Have you ever performed a sump pump inspection during the winter months? Why not? Winter is a good time to check your sump pit and pump. The reason winter is a good time is that most pits are not active during the winter months. Without water accumulating in the pit, you have access to it and the pump without the risk of flooding your basement.
First, the pit!
Is the pit clean? Sump pits are wet, dirty, and sometimes moldy environments. If your sump pit has not been cleaned in recent years, or ever, it would be a good idea to clean it. It can be easily cleaned with a scrub brush and mild detergent. Simply scrub well, rinse, and run the pump. if you need a source of water, the water heater and washing machine both have faucets to hook up to. If the bottom of the pit has debris present, remove it. If you have drainage tile feeding the pit, check for rodent droppings. Surprisingly, mice can and do enter homes through these tiles. A screen can be placed at the exit of the pipe, but it must be inspected periodically to ensure that no clog is present in order to maintain good function. Now that the pit is nice and tidy, let’s look at the pump.
How to inspect your pump.
Inspecting your sump pump can consist of a simple visual inspection with a quick run, or physically removing the pump to inspect the impeller, electrical connection, and general condition of the unit. While you have the pump removed, you will want to inspect the check valve to ensure proper function. You should also check the condition of the discharge pipe to ensure no leaking has started. The pipes move every time the unit cycles on, so the possibility of leaking exists. Some sump pumps have screens that should be inspected for debris accumulation.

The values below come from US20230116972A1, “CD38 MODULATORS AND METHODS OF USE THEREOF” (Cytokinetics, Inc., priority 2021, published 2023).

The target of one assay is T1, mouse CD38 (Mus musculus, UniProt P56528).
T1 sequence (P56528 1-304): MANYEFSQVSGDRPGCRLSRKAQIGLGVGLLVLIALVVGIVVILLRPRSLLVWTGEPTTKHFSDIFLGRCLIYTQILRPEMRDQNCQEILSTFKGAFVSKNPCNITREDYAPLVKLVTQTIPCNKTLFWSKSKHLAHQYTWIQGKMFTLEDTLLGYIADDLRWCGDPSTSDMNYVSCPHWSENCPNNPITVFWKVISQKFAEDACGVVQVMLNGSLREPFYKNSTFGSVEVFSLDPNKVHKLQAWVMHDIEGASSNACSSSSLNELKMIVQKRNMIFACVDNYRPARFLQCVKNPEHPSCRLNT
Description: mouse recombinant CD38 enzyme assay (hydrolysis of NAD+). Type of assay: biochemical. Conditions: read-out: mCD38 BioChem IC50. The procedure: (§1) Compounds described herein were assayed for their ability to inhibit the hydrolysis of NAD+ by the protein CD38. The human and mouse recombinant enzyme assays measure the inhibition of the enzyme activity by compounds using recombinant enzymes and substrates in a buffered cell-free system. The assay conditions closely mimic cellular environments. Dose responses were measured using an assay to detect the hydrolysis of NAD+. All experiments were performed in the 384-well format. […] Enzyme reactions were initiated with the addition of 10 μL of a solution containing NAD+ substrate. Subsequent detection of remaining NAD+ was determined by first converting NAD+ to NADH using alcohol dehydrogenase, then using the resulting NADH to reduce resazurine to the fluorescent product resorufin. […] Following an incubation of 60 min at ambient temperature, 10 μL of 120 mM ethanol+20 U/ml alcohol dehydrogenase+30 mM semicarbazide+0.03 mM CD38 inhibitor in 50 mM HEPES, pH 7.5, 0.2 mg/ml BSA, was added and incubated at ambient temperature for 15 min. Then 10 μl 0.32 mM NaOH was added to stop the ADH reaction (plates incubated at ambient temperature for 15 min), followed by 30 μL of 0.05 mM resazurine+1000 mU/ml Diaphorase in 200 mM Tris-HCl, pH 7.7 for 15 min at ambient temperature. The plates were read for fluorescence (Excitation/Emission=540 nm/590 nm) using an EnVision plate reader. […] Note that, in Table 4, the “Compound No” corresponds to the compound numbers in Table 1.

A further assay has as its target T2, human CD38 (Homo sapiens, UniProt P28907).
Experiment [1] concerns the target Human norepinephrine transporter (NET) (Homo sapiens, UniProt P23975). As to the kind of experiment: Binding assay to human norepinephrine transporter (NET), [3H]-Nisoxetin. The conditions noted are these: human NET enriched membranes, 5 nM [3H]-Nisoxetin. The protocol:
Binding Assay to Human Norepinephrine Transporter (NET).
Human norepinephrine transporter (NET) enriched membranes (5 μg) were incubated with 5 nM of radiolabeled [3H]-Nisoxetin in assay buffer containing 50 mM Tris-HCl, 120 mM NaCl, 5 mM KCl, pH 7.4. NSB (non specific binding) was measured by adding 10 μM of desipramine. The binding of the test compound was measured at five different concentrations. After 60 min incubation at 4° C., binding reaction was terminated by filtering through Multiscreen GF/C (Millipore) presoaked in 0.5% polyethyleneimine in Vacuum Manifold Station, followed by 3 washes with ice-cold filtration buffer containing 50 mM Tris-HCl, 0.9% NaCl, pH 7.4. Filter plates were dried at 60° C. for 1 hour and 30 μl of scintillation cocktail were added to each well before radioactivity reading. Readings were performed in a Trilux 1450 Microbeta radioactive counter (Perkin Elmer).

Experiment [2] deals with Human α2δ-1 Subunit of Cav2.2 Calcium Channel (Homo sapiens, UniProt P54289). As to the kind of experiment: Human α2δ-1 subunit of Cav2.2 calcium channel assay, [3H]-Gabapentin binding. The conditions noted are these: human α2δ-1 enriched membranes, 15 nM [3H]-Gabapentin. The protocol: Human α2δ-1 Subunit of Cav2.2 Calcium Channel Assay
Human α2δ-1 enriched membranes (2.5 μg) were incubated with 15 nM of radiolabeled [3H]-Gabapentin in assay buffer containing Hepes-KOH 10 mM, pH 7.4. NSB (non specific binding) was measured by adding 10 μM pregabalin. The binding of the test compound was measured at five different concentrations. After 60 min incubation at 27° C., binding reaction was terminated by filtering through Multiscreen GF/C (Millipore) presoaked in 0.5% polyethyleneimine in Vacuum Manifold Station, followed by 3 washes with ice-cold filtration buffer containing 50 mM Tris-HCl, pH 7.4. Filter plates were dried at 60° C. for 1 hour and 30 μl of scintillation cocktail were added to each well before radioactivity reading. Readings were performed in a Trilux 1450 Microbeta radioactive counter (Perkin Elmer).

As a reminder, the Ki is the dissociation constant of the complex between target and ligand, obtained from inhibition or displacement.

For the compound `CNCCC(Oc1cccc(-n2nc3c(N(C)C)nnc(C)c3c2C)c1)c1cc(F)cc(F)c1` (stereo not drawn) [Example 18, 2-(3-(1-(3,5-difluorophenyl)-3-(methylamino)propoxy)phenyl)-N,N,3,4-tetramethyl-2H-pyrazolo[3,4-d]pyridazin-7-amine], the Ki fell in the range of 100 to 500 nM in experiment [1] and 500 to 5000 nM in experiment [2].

What pump should I buy? How often?
Sump pumps require periodic replacement due to normal wear. Their service life varies greatly depending on several factors, e.g. number of run cycles, condition of your sump pit (clean or dirty), and brand of pump. The brand of pump you purchase is a personal choice. However, if your pump only runs a few times per year, you may opt for a lower-priced unit and proactively replace it on a set schedule, say every 4-5 years. Lower-priced units usually have plastic cases and can be priced under $100.00. If your pump runs often, you may opt for a more expensive unit with a cast-iron case and stainless steel parts. The higher-end units may run in excess of $175.00 but are designed for heavy use and typically last much longer.
To float, or not to float?
Last but not least. If your sump pump does run often throughout the year and you don’t have one already, you might consider installing a piggyback variable level float switch. Installing one of these will dramatically reduce the number of run cycles and may greatly increase the life of your pump. Again, if you are not qualified, I highly recommend these items be installed by a licensed plumber because improper installation can end up being a very expensive mistake.